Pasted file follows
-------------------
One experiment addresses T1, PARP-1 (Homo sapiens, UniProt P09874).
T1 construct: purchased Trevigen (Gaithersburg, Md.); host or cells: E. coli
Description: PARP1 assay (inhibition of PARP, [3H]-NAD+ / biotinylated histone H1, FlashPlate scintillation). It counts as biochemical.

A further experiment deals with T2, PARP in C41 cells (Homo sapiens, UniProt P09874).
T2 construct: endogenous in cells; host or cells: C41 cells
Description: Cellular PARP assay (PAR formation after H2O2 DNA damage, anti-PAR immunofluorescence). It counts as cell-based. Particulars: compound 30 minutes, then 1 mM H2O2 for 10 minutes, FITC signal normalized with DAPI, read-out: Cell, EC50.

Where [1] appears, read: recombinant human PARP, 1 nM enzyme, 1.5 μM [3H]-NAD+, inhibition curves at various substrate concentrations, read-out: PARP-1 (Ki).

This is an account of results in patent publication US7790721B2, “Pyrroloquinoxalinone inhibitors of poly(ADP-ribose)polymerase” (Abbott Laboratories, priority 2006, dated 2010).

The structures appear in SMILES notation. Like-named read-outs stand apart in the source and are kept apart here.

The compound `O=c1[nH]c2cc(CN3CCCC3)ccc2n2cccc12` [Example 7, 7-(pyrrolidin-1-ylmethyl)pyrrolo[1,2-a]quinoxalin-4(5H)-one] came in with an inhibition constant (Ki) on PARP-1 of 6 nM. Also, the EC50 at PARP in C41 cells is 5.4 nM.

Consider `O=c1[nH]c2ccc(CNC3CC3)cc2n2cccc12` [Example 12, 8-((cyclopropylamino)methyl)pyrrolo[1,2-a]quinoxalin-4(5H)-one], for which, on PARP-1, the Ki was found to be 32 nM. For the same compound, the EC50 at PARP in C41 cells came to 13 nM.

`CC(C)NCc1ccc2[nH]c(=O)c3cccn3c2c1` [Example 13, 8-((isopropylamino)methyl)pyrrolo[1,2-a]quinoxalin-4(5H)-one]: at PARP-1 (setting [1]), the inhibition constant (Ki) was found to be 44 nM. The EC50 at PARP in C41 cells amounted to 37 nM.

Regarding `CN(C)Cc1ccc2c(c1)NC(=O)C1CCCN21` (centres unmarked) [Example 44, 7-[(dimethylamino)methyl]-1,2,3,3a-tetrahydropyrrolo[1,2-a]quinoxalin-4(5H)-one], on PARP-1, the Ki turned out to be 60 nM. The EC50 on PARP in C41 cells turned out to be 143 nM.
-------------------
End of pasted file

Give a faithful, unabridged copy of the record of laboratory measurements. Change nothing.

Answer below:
One experiment addresses T1, PARP-1 (Homo sapiens, UniProt P09874).
T1 construct: purchased Trevigen (Gaithersburg, Md.); host or cells: E. coli
Description: PARP1 assay (inhibition of PARP, [3H]-NAD+ / biotinylated histone H1, FlashPlate scintillation). It counts as biochemical.

A further experiment deals with T2, PARP in C41 cells (Homo sapiens, UniProt P09874).
T2 construct: endogenous in cells; host or cells: C41 cells
Description: Cellular PARP assay (PAR formation after H2O2 DNA damage, anti-PAR immunofluorescence). It counts as cell-based. Particulars: compound 30 minutes, then 1 mM H2O2 for 10 minutes, FITC signal normalized with DAPI, read-out: Cell, EC50.

Where [1] appears, read: recombinant human PARP, 1 nM enzyme, 1.5 μM [3H]-NAD+, inhibition curves at various substrate concentrations, read-out: PARP-1 (Ki).

This is an account of results in patent publication US7790721B2, “Pyrroloquinoxalinone inhibitors of poly(ADP-ribose)polymerase” (Abbott Laboratories, priority 2006, dated 2010).

The structures appear in SMILES notation. Like-named read-outs stand apart in the source and are kept apart here.

The compound `O=c1[nH]c2cc(CN3CCCC3)ccc2n2cccc12` [Example 7, 7-(pyrrolidin-1-ylmethyl)pyrrolo[1,2-a]quinoxalin-4(5H)-one] came in with an inhibition constant (Ki) on PARP-1 of 6 nM. Also, the EC50 at PARP in C41 cells is 5.4 nM.

Consider `O=c1[nH]c2ccc(CNC3CC3)cc2n2cccc12` [Example 12, 8-((cyclopropylamino)methyl)pyrrolo[1,2-a]quinoxalin-4(5H)-one], for which, on PARP-1, the Ki was found to be 32 nM. For the same compound, the EC50 at PARP in C41 cells came to 13 nM.

`CC(C)NCc1ccc2[nH]c(=O)c3cccn3c2c1` [Example 13, 8-((isopropylamino)methyl)pyrrolo[1,2-a]quinoxalin-4(5H)-one]: at PARP-1 (setting [1]), the inhibition constant (Ki) was found to be 44 nM. The EC50 at PARP in C41 cells amounted to 37 nM.

Regarding `CN(C)Cc1ccc2c(c1)NC(=O)C1CCCN21` (centres unmarked) [Example 44, 7-[(dimethylamino)methyl]-1,2,3,3a-tetrahydropyrrolo[1,2-a]quinoxalin-4(5H)-one], on PARP-1, the Ki turned out to be 60 nM. The EC50 on PARP in C41 cells turned out to be 143 nM.